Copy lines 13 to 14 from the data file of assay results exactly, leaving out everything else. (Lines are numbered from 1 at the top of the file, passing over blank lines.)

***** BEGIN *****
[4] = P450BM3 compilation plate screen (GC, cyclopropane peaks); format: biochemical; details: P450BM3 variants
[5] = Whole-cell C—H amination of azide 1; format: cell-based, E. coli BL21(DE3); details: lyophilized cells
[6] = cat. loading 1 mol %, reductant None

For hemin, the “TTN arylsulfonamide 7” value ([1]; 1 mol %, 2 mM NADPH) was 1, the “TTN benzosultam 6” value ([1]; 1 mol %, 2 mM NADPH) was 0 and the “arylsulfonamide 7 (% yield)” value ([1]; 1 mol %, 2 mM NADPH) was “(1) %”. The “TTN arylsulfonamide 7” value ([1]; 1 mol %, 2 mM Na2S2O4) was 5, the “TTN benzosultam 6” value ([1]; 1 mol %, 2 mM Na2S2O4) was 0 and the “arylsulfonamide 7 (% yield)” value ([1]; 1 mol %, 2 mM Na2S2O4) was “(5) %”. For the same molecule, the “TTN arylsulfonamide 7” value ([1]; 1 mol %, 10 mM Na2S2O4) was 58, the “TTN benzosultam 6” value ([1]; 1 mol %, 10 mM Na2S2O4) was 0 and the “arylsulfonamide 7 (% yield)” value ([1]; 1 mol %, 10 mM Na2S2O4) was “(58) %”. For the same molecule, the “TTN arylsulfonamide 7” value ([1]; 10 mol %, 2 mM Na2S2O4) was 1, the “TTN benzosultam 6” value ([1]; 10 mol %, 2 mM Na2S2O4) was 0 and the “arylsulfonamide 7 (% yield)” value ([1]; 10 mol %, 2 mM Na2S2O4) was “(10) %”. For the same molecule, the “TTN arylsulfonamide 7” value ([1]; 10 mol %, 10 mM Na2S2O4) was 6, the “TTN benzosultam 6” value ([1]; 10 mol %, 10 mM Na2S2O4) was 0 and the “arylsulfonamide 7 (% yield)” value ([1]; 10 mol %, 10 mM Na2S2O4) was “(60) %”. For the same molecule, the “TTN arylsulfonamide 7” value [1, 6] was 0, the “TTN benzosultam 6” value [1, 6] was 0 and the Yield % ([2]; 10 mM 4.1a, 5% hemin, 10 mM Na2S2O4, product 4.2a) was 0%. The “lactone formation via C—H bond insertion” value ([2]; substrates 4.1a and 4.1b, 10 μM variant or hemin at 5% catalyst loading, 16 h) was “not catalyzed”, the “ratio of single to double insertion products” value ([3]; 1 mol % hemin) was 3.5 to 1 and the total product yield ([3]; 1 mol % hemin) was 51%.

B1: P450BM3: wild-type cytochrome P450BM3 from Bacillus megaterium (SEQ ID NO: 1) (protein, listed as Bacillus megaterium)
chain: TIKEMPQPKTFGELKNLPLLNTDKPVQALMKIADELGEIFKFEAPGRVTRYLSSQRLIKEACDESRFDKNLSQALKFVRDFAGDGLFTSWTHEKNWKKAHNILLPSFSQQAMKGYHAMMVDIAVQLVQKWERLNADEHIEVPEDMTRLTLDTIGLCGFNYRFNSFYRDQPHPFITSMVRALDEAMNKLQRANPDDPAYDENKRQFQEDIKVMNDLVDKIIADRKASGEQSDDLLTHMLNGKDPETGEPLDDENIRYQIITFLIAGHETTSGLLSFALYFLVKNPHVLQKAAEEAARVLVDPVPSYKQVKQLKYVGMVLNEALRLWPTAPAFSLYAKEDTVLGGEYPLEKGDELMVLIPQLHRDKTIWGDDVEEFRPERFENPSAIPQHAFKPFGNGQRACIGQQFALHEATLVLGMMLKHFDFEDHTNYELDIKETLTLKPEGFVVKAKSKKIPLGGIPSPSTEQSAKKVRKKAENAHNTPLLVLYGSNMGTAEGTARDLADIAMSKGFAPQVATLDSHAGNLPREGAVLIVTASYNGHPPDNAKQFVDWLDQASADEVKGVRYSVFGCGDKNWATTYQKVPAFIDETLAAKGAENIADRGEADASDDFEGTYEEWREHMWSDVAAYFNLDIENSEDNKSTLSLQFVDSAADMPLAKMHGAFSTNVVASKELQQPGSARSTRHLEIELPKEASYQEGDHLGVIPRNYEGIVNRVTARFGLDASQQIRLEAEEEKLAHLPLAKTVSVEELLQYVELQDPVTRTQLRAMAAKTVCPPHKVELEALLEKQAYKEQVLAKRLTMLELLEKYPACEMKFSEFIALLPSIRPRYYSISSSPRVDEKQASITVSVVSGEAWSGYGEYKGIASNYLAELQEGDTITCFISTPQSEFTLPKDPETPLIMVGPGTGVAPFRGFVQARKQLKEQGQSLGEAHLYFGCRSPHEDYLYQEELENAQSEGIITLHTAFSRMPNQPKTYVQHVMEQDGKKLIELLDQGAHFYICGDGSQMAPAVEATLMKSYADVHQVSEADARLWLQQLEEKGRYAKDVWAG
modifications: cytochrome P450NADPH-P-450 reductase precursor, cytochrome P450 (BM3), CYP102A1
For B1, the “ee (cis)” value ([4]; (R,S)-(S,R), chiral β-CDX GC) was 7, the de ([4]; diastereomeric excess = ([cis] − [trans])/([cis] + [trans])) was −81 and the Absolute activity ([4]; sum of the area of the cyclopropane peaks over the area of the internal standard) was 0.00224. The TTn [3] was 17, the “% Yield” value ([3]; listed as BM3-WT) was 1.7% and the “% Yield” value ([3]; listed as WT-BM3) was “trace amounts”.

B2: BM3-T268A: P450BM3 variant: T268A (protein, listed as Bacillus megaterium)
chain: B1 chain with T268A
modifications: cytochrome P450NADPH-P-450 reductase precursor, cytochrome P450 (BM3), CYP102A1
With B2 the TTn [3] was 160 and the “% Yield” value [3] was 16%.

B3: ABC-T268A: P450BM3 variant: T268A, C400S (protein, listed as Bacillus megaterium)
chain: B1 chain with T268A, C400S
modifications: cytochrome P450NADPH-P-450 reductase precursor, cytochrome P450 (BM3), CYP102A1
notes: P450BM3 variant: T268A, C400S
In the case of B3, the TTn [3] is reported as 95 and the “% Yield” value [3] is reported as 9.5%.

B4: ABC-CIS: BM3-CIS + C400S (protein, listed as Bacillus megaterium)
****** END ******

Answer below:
B3: ABC-T268A: P450BM3 variant: T268A, C400S (protein, listed as Bacillus megaterium)
chain: B1 chain with T268A, C400S